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Symantec Ghost is a drive cloning application currently maintained by Symantec. Ghost is an acronym for General Hardware-Oriented System Transfer. I am not a big fan of Windows-based versions of Ghost, as it defeats the overall goal of the program.
Ghost makes a bit-by-bit copy of an entire drive (or partition) and saves it to a file. This file can be transferred to a different computer, or kept on the same computer. Ghost images (.GHO or .GHS extension) are generally large in size. If not compressed they are approximately the size of the files on the disk. For instance, if you have a 200GB drive with 22GB used, your disk image will be roughly 22GB. You can restore images, thereby making a duplicate of the original partition.
Ghost 8.2 (shown right) is a very popular version of Ghost used in corporate environments. It is a DOS executable. View How To Make a USB Drive Bootable for more information on making a USB Drive DOS Bootable, thereby allowing you to run Ghost. You cannot save a ghost image to the same drive you are making an image of. Likewise, you cannot restore an image stored on Drive C: to Drive C:.
Ghost is used to solve two main problems. How do I backup my own drives in case of a virus or dataloss? How do I quickly installed the same OS on multiple machines with similar hardware?
Ghost for Backup
How do I backup my own drives in case of a virus or dataloss?
Most consumers use ghost for simple backup purposes. Lets build an example… You have just built a brand new computer, you've got a Windows Installation Disk, and you'd like to backup your OS. How do you proceed? Generally if you plan on creating new images and restoring images on a regular basis, you want to create a new partition for Image storage.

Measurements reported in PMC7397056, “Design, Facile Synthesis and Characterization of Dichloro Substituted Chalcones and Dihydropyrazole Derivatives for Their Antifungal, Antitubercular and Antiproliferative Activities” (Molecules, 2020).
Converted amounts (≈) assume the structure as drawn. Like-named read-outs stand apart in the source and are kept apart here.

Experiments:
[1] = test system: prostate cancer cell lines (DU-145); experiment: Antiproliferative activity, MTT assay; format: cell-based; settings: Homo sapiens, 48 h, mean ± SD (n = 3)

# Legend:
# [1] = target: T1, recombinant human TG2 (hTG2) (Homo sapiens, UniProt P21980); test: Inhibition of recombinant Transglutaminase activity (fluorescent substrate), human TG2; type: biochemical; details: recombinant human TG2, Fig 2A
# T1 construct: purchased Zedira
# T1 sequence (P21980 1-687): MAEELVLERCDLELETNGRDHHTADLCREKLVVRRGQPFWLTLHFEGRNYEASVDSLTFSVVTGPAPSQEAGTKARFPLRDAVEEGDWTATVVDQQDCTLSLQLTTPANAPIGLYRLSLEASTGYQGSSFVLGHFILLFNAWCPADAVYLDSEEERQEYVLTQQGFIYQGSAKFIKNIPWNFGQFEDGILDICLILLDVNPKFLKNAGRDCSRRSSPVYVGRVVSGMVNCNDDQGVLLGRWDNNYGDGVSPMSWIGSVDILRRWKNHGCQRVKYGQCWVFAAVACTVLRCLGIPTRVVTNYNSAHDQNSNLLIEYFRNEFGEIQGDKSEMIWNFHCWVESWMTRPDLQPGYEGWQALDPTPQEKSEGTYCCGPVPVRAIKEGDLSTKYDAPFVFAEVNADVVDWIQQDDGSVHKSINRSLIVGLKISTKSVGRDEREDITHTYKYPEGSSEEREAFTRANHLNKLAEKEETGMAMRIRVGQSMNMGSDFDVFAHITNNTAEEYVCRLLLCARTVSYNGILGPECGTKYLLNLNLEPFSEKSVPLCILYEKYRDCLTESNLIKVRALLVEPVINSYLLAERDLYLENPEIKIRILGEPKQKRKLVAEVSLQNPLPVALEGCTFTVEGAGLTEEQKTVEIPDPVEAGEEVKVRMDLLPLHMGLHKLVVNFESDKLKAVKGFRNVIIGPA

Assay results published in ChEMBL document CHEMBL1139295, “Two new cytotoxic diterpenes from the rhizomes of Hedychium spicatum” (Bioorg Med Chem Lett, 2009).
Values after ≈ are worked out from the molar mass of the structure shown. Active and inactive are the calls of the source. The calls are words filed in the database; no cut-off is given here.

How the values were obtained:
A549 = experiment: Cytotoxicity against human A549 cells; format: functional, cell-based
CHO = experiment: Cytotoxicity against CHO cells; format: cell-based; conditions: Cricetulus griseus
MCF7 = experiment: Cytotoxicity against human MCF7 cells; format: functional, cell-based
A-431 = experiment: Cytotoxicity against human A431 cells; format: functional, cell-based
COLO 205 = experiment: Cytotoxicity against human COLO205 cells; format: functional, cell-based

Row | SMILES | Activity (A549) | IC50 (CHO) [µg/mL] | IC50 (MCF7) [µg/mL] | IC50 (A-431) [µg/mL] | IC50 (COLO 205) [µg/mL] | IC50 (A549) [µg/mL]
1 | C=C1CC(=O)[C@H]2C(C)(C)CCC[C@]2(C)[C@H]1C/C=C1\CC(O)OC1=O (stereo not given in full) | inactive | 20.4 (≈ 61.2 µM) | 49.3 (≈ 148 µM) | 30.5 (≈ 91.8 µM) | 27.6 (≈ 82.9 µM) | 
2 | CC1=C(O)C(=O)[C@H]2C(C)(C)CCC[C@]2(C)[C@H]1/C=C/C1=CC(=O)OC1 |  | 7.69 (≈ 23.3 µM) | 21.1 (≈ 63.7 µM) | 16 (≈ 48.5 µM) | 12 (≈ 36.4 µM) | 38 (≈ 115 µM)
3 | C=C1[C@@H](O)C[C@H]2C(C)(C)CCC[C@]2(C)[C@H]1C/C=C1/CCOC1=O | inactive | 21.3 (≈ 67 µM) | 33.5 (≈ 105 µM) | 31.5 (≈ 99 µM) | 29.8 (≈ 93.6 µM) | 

Imagine the following Partition Table:
|Ghost Images (E:)||0GB||200GB|
After you install your Operating System, configure it EXACTLY how you want it. Install all your games and any program that update often to “D:\Program Files\”, so they don't take up space in your image. Install smaller system-related programs to their default location in “C:\Program Files\”. Be sure to run Windows Update, and update all applications to their latest versions. Once you've got your Operating System and applications configured how you want, consider running a program such as [http://www.ccleaner.com/ CCleaner] to clean out all temporary files, then shutdown your computer.
Start your computer, boot it using your flash drive (or other method for running Ghost), start Ghost and create an image of your C: Drive, saving it to your E: Drive.
Now, anything that was on your C: Drive is not contained in the .GHO file saved to your E: Drive. In the future, if something happens to your system which makes it unusable (or undesirable) you can simply boot Ghost, open your Ghost Image, and restore it to your C: Drive. Any data that is on the C: Drive will be overwritten with the data that was on the drive at the time of Image creation.
Consider this situation: On Monday you create an image. On Tuesday you write a term paper and save it on your Desktop. On Wednesday your machine crashes and starts getting BSoD Errors. Wednesday night you decide to restore your Ghost Image from Monday. Your C: Drive is erased, and data from Monday is copied to C:. Your term paper is now lost, unless you've backed it up.